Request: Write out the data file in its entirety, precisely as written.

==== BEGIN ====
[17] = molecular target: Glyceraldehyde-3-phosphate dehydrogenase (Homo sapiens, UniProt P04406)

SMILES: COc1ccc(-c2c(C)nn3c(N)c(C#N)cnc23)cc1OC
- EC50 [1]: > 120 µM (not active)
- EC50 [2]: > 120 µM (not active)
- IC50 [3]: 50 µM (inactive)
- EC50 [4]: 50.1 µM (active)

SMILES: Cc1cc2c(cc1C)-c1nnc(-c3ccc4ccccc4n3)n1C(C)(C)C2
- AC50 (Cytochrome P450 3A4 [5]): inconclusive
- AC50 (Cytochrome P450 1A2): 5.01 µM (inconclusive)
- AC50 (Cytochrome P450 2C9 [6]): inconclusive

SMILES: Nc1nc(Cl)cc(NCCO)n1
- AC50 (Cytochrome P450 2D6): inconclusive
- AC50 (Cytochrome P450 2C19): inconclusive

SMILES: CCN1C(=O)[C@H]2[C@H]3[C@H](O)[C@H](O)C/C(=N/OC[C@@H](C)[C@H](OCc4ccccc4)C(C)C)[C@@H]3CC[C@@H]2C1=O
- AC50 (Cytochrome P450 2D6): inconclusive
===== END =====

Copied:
[17] = molecular target: Glyceraldehyde-3-phosphate dehydrogenase (Homo sapiens, UniProt P04406)

SMILES: COc1ccc(-c2c(C)nn3c(N)c(C#N)cnc23)cc1OC
- EC50 [1]: > 120 µM (not active)
- EC50 [2]: > 120 µM (not active)
- IC50 [3]: 50 µM (inactive)
- EC50 [4]: 50.1 µM (active)

SMILES: Cc1cc2c(cc1C)-c1nnc(-c3ccc4ccccc4n3)n1C(C)(C)C2
- AC50 (Cytochrome P450 3A4 [5]): inconclusive
- AC50 (Cytochrome P450 1A2): 5.01 µM (inconclusive)
- AC50 (Cytochrome P450 2C9 [6]): inconclusive

SMILES: Nc1nc(Cl)cc(NCCO)n1
- AC50 (Cytochrome P450 2D6): inconclusive
- AC50 (Cytochrome P450 2C19): inconclusive

SMILES: CCN1C(=O)[C@H]2[C@H]3[C@H](O)[C@H](O)C/C(=N/OC[C@@H](C)[C@H](OCc4ccccc4)C(C)C)[C@@H]3CC[C@@H]2C1=O
- AC50 (Cytochrome P450 2D6): inconclusive